This Year’s flu season is the worst in 15 years, Should I still get a flu shot?
You should still get a flu shot as even in January it is not too late to get a flu shot. Flu season runs from November to May, so even when it takes a little while for the shot to become effective, a flu shot now would give you a measure of protection for the later part of the flu season.
The flu is widespread and has not yet peaked.
The Center for Disease Control and Prevention (“CDC”) reports on January 26, 2018 that as of the third week in January 2018, there is wide spread flu in all the continental US states, running at the widespread level for three straight weeks, a degree of severity and reach not reached in the last 15 years.
In a week in January 2018 seven (7) children died from the flu in the US.
This year’s flu appears to be striking not only children under 5, and adults over 65, the two most common vulnerable groups, but also this year it is striking younger baby boomers aged 50 to 65 in an unusually high rate.
Seek treatment right away, especially if you are over age 65, age 50 to 65, or if your child with flu symptoms is under 5.
According to Kristin Nordlund, a CDC representative, “If you think you have flu, or if you are at high risk for complications from the flu, it is important to seek care early. Influenza antiviral treatment is recommended as early as possible for people at high risk, which incudes children younger than age 5, but especially less than age 2, adults age 65 and over, pregnant women, and people with underlying medical conditions …”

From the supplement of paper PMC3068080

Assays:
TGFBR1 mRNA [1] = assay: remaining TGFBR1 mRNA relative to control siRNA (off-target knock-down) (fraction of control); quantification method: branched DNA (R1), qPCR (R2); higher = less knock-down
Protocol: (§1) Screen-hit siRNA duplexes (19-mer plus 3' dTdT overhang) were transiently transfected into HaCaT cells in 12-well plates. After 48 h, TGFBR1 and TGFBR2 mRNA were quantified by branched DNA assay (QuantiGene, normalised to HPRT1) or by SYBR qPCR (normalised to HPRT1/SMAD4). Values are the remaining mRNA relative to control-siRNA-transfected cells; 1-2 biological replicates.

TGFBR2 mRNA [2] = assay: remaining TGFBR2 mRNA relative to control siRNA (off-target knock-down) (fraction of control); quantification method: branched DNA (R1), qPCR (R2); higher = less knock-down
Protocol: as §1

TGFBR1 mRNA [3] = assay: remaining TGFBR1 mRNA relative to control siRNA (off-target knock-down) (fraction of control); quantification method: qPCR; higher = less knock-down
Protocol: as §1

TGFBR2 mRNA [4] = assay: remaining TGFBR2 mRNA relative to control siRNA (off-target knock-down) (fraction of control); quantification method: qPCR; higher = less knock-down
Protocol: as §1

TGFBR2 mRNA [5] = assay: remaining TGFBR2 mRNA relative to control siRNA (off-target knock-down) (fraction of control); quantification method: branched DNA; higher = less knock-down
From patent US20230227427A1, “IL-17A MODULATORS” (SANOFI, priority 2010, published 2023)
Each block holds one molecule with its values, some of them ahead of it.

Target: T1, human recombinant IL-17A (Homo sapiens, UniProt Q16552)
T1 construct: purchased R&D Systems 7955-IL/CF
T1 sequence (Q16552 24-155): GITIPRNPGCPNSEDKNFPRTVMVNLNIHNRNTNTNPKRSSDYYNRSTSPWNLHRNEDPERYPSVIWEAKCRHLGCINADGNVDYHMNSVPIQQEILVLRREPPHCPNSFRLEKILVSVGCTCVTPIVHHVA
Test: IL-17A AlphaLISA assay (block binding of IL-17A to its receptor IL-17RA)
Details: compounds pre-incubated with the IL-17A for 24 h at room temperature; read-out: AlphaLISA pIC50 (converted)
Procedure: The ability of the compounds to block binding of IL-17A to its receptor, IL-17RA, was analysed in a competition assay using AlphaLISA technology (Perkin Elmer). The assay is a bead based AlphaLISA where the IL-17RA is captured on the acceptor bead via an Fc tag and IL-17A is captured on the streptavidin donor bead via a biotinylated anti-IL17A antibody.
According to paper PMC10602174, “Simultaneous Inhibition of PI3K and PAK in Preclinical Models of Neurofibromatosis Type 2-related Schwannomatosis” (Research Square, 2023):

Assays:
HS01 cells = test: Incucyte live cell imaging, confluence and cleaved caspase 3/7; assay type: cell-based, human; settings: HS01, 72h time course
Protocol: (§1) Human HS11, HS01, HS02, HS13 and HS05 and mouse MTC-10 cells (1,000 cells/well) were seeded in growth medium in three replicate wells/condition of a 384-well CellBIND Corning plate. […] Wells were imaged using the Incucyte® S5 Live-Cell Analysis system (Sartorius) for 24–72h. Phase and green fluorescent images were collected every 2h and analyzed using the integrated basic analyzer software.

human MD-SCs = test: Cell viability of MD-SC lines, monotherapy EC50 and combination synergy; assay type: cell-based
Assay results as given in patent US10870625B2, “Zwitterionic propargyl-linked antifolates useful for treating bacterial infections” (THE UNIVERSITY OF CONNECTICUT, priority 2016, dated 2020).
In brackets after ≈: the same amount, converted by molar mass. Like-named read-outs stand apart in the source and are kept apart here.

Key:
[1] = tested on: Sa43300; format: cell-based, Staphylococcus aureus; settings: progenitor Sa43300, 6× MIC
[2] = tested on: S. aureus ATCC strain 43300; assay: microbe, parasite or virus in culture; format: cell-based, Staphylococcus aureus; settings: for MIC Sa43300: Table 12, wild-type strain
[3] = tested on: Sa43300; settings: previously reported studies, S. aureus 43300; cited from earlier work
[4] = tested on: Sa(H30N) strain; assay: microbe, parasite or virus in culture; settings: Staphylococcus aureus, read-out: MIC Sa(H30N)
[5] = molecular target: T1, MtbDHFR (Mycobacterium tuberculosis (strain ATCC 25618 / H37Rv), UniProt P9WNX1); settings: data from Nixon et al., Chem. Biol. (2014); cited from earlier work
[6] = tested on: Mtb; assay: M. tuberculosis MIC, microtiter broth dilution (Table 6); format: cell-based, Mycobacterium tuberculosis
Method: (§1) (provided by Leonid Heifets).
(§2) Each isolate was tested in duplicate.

This year we have seen school departments in Florida and Texas close school in order to reduce the risk of influenza spreading further in the student population.
Why should I get a flu shot?
Getting the flu shot reduces the chance that you will come down with the flu, this year (winter, 2017-2018) the reduction is about 33%. In addition, getting a flu shot also reduces the likely severity of the flu if you get the flu. Reduction in likely severity could save your life, especially if you in a are high risk group (over age 65, under age 5) where the immune system is less able to fend off the virus and it effects.
Massachusetts hositals have enacted restrictions on visitors to combat the spead of flu to hospital staff, to patients, and to visitors.
Massachusetts Hospitals are enacting visitor restrictions this month, due to the high numbers of patients arriving who seek treatment for flu symptoms. Mass General has "flu" patients first put on a mask when they arrive. Baystate Health is asking people who have been exposed to the flu to refrain from visiting patients in the hospital, and is asking that children under age 12 not be brought to the facility as visitors.